This site uses cookies. By continuing to browse the site you are agreeing to our use of cookies. Find out more here

OPINION4 October 2019

The value of being an MRS non-exec

Opinion UK

In the second in our series of articles from current members of the MRS main board, Richard Ellwood writes about the personal and professional benefits of being a non-exec.

If you work in market research, insights, big data or any kind of analytics, your career will have been impacted by the Market Research Society. As the industry body, the best practice that we all adhere to has been honed and adapted to changing market conditions over several decades.

So, why join the main board as a non-executive director?

First, as someone who works in the industry, I have a vested interest in how it operates and drives best practice.

Second, contributing to a board as a non-exec develops a specific skill-set in navigating how and when to support the executive team; how to influence the strategic and financial direction of an organisation you don’t work directly for; and how to develop your influencing and negotiating skills among senior leaders.

Over my tenure, I have learned a great deal. I have had the opportunity to represent the MRS at conferences, in papers and to contribute in sub-boards such as the Market Research Standards Board (MRSB) which sets the code of conduct and responds to questions on best practice.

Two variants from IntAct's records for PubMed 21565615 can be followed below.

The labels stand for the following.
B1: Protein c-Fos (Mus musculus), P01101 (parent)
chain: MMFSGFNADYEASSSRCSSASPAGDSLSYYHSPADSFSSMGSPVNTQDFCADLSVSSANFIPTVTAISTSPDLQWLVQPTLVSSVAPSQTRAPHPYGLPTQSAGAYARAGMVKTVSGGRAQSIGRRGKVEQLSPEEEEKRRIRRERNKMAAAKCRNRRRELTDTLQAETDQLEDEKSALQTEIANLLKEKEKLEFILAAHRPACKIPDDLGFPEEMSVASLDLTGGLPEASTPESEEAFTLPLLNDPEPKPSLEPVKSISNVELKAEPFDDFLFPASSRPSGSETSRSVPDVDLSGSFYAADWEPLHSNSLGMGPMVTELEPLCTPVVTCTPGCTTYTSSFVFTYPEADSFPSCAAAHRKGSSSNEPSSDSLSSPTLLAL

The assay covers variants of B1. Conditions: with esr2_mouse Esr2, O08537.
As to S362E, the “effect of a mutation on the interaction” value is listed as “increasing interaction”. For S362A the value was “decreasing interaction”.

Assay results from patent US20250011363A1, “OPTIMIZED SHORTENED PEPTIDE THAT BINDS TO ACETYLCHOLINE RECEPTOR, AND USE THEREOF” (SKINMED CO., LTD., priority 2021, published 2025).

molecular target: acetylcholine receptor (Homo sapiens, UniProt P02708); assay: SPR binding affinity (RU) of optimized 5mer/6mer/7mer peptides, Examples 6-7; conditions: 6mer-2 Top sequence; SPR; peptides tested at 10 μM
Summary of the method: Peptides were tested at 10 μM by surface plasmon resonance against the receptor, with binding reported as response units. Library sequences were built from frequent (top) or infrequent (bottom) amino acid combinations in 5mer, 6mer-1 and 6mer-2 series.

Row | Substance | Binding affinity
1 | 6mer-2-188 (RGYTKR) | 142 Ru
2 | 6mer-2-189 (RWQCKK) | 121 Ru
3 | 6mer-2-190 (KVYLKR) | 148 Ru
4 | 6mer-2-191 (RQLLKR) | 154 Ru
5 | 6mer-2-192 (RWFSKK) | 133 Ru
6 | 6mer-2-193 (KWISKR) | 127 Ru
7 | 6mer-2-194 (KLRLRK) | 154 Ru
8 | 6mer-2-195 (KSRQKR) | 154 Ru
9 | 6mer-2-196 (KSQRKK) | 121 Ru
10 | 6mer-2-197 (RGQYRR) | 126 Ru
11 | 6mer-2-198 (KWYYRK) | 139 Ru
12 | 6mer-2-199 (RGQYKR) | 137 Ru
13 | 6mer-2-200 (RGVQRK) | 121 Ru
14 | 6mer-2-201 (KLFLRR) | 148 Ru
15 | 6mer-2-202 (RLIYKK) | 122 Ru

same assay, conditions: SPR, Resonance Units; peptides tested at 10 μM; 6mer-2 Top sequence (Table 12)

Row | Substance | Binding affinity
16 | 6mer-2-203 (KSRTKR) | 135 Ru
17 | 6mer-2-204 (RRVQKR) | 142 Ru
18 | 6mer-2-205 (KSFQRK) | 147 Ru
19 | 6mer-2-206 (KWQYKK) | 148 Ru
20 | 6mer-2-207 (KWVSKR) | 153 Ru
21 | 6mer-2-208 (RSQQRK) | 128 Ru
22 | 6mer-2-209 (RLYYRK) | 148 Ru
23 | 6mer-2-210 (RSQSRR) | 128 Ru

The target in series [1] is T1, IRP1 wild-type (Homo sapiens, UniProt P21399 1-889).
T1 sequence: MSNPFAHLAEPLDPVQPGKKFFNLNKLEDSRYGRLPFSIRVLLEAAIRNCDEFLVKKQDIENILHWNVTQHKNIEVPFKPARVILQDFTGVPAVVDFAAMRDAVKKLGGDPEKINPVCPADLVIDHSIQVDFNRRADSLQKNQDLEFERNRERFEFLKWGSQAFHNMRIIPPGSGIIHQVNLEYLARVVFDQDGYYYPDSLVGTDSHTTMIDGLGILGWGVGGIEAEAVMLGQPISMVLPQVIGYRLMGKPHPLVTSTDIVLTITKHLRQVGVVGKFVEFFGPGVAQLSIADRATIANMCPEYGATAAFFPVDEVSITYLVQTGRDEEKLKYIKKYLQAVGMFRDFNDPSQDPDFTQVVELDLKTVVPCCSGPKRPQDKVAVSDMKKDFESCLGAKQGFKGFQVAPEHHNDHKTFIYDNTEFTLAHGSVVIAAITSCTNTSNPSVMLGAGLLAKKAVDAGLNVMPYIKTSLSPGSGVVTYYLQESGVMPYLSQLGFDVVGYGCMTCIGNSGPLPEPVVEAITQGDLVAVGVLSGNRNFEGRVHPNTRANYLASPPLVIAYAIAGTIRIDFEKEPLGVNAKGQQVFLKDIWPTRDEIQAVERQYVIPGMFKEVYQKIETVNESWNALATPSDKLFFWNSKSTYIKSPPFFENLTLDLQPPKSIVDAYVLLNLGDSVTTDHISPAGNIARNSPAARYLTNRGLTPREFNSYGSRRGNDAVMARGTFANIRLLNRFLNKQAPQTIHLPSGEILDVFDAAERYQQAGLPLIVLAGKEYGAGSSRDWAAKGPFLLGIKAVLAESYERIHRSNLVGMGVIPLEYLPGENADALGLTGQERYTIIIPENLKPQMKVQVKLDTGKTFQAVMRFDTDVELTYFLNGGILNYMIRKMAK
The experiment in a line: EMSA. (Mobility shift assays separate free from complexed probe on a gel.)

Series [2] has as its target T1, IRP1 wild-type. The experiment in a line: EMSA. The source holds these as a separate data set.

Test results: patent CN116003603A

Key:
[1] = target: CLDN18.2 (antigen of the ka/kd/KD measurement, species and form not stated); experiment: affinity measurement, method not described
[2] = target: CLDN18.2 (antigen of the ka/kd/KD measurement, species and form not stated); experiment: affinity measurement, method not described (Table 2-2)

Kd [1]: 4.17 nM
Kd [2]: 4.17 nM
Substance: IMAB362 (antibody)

Through all this activity, I have learned just how much the industry and range of people working in it need the MRS. The board is comprised of passionate, intelligent and impressive leaders who are determined to drive positive change and set the MRS up for the future.

We are tasked with finding a balance in supporting existing development of insights professionals while working with the high calibre board members to scrutinise how the MRS can remain relevant for the long term. This includes what the conference focus should be, event planning, branding and marketing activations, as well as the financial health and investments for the MRS.

A specific ask of board members is directing initiatives to increase or sustain membership. I have personally been involved in the young researchers’ programme &More which is led by Helen Oldfield, the MRS’s sales and marketing director.

My contribution was to help create a team of young researchers who could operate as leaders to establish what events and communications young researchers would find most compelling. This has been enormously successful in driving a significant increase in membership to &More and keeping the MRS relevant.

This approach of exploring and agreeing on the overarching strategy for the MRS as a collective board – and then giving specific and measurable goals to board members – means that everyone involved in making a difference and is accountable to update the board on their progress at each meeting.

The experience of being a board member is rewarding, developmental and rather than being onerous, is satisfying – you can see the impact of board decisions and activity on the MRS and the broader industry health.

Richard Ellwood is director of brand marketing and integrated planning at The Walt Disney Company.

@RESEARCH LIVE

0 Comments